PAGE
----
were the worst imaginable. Our tires could not seem to
grip the road for long. As the car constantly weaved back
and forth on the snowy highway, I experienced more fear than
any 11-year old kid should ever have to face. I felt
so helpless stuck there with this insane mother trying
without luck to control this
weaving car. I was certain we would be killed at any
And then it
happened. The car skidded badly across the
oncoming truck, I was certain death was imminent.
I screamed bloody murder and squeezed my dog to my
There was no
time to allow Mom to regain control. She never
even tried. Instead she just kept driving in a
straight line across the road and plowed into a
giant ditch. It saved our lives.
snow accumulation softened the blow of the crash.
Now the car was face down in a snow drift. Mom
tried to back out, but nothing doing.
Mom broke down
in another one of those miserable crying jags.
I was crying myself. I was so scared. I
didn't know how we were ever going to get out of
this mess. I just sat there in quiet
desperation. Thank God I had my dog for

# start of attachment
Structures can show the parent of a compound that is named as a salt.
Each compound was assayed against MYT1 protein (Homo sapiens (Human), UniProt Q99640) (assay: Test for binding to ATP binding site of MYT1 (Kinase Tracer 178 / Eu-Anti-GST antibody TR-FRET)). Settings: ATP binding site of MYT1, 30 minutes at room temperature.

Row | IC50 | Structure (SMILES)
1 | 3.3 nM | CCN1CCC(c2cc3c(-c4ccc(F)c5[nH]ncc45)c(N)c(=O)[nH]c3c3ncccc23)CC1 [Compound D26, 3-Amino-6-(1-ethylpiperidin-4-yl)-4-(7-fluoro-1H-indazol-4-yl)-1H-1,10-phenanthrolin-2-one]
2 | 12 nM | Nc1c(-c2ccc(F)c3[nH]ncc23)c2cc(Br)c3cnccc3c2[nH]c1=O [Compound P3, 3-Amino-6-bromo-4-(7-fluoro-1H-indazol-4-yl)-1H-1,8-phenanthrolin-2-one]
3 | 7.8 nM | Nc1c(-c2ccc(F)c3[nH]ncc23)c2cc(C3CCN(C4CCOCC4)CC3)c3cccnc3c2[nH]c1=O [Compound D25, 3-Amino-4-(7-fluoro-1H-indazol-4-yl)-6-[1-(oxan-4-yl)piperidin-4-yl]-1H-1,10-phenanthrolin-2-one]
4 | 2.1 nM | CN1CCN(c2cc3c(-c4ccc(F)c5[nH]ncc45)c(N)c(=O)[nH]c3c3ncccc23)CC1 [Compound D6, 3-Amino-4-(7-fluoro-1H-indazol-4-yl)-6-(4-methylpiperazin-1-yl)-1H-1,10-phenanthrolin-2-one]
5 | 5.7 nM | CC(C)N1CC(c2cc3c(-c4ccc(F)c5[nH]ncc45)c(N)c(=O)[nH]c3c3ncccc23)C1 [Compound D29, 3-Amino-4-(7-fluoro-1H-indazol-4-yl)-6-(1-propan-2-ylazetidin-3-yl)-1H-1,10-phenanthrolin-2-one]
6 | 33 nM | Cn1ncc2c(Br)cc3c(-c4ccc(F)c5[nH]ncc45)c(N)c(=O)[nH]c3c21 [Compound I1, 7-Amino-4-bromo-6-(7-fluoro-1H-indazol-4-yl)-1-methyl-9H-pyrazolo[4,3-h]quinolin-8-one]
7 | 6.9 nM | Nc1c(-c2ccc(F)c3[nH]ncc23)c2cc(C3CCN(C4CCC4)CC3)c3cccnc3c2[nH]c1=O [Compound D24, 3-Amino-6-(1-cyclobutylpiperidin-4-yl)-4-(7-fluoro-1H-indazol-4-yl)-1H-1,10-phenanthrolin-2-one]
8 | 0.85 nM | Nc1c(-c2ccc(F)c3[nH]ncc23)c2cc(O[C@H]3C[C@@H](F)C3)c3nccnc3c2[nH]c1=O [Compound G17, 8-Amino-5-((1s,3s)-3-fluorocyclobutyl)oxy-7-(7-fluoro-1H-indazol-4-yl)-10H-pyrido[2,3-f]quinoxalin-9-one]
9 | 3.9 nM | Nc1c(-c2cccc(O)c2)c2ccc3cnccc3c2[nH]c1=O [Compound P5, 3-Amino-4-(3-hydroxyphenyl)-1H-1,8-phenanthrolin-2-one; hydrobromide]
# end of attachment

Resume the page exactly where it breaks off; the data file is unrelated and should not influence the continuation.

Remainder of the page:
Mom never quite
snapped out of it. She just kept sobbing.
However, after ten minutes of crying, she stopped
long enough to tell me I needed to do something.
Surely my mother wasn't serious... but she was.
"Mom, I am
eleven years old. I am just a kid. We
are in the middle of nowhere. What do you
expect me to do?"
expect you to get out of the car and go get us a
exactly am I supposed to do that?"
stand on the side of the road and hitch a ride
into that town we just passed. Get to a
station and ask a tow truck to bring you back.
Terry and I will wait here till you return."
can't all three of us go?"
"Because no one will pick up two people and a
dog. However, they might take pity on a
I stared at my
mother as if she was out of her mind. And then
I realized she was out of her mind. Mom
had been out of her mind ever since we had left
Houston. Are you starting to believe in Cosmic
not believe my mother was sending me out on my own
like this, but maybe she was right. I couldn't
think of a better solution, so on the spot I decided
to grow up fast and do this. I got out of the
car and climbed out of the ditch onto the road.
Then I stuck out my thumb like I had seen Richard
Kimble do on the TV show The Fugitive.